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Let’s Have a Talk about “Fair”

Evan and I

How many times have you thought to yourself “It’s not fair!”? How often do we talk about what is fair and what isn’t?

I HATE the word fair. Hate it. It is a stupid word for a condition that rarely exists. Things are rarely, if ever, fair. What does fair even mean? Google says “in accordance with the rules or standards; legitimate.” “Just” is listed as a synonym.

Fair can be pretty easy at times. Like when you are splitting a Kit Kat bar. These 2 pieces are for you and these 2 pieces are for me. Fair and square. Easy.

Unfortunately, the happy feeling we get in this fair situation can lead us astray in everyday life. It leads us to try to find fairness always. Unfortunately it isn’t always black and white and if we don’t have all the information it can lead us to thinking something is fair when it isn’t and that something is unfair when it isn’t.

What in the heck am I even talking about?

Well, as the mom of a son with some level of special needs, I am often a part of the “fair” conversation. Or at least the whispered conversations that go on around me.

“Did you know that Evan gets to play Lego while the other kids do gym? That doesn’t seem to be very fair!”

“Did you see him running around and yelling? He didn’t even get in trouble! That isn’t fair to my child that he makes such a ruckus!”

“I don’t think he is doing the same amount/kind/type of work that all the other kids are. That really isn’t fair!”

Yep. I’ve heard all of these and more. It makes me want to scream and yell and hit. Maybe Evan’s apple didn’t fall very far from my tree. Because you know what? It ISN’T fair.

It isn’t fair that Evan feels out of control, sad and angry at times even though he tries very hard to keep it all in. 

It isn’t fair that the intelligence that means he is gifted also leads to frustration because his brain works about 100 times faster than his ability to write. 

It isn’t fair that people that don’t know him judge him even though they don’t have any idea what any of us go through in a single day. 

It also isn’t fair that I rarely write about this struggle because I’ve been shamed on Facebook about abusing my son’s privacy because this should be kept private like it is something to be ashamed of or something we could fix but don’t. 

It isn’t fair that you don’t see the hilarious, loving, smart boy that I love so dearly when you see him having a rough day at school. You only see the behaviour.

It isn’t FAIR.

So next time you hear yourself say “It isn’t fair” ask yourself if you know the other side of the situation. What unfairness are they dealing with? Does the unfairness really matter?

Have a bit of compassion for those with struggles and know that everyone is most likely doing the very best that they can, even if it isn’t fair.

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Jessica

Monday 2nd of March 2015

My daughter is just the same, and we face the same small minded questions. Fair really doesn't mean what most people think it means. Fair is everyone getting what they NEED, not necessarily what they WANT.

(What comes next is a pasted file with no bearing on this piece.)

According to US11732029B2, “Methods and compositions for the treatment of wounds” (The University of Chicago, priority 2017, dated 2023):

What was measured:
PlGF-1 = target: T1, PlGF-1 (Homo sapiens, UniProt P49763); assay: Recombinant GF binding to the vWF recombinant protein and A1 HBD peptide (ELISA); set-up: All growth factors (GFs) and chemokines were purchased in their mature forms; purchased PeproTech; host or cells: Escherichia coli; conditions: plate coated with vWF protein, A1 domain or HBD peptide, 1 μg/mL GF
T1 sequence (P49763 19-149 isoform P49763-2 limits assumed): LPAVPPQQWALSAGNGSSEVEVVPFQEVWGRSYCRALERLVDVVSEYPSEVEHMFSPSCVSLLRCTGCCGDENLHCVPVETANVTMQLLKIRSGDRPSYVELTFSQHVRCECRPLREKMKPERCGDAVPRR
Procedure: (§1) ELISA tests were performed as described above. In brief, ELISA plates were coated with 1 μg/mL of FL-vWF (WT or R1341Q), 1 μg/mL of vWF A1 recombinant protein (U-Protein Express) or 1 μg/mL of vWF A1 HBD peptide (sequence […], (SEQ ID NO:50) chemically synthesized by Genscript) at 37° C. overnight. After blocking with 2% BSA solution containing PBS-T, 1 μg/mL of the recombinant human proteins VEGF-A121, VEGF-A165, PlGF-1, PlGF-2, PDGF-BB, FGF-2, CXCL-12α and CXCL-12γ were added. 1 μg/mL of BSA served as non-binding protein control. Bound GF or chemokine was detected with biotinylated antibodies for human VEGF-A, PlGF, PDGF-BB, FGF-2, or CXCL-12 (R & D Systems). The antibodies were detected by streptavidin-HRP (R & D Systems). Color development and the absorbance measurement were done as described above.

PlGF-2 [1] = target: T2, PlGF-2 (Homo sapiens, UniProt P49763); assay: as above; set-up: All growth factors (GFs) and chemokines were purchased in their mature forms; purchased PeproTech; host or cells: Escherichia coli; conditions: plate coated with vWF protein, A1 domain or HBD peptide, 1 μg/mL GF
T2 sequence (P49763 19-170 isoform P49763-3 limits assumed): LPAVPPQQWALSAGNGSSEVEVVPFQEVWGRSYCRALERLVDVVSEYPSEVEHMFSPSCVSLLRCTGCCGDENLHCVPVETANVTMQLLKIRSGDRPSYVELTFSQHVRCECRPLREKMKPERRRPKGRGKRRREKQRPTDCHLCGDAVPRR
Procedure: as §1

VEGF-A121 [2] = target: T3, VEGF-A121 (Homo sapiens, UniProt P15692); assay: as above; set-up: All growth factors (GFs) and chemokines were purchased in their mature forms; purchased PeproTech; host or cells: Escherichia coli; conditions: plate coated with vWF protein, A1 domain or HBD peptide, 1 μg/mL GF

Big internet hugs to you and your son. :)

Roshni

Monday 2nd of March 2015

Very well said and I'm sorry that people make such judgmental statements without knowing the whole situation!

Lyn

Sunday 1st of March 2015

yes this. As teachers we try so hard to accommodate each kid's needs. It picks me right off when people who have no idea pass judgement on what we do. Plus, I teach my kids that life just ISN'T fair and they need to get used to it.

Merry Kuchle

Sunday 1st of March 2015

Thank you for being a teacher that gets it!

Lisa Thornbury

Saturday 28th of February 2015

Well said and perfectly timed. Just the other day I overheard a parent say "It's not fair that THEY get to park here, when WE have to park in the other parking. It's so busy!" They?! Are you freaking kidding me? I park in the small school parking because my child...with special needs... is met by her E.A. at the door. I park and walk my child to the door so she is safe. How unthinkably unfair of us. It took every ounce of strength I had not to honk right in that woman's sour whiney face and then run over her foot. Sorry. I'm still a little miffed.

Merry Kuchle

Sunday 1st of March 2015

Big hugs Lisa! I totally get it. Oh and a big shout out to all the amazing EAs in the world. E has a great one too that meets him at the door.

Robin @ Farewell, Stranger

Saturday 28th of February 2015

Yes! Fair does not mean equal. Fair means appropriate for the situation. And all of those things people say that you quoted above - those actually are fair, in that they are appropriate. They are just not the same (not equal) to what the other kids "get" or do.

Merry Kuchle

Sunday 1st of March 2015

I 1000% agree. I realize that schools need to respect privacy but sometimes the privacy keeps them from explaining that point. It is very frustrating.

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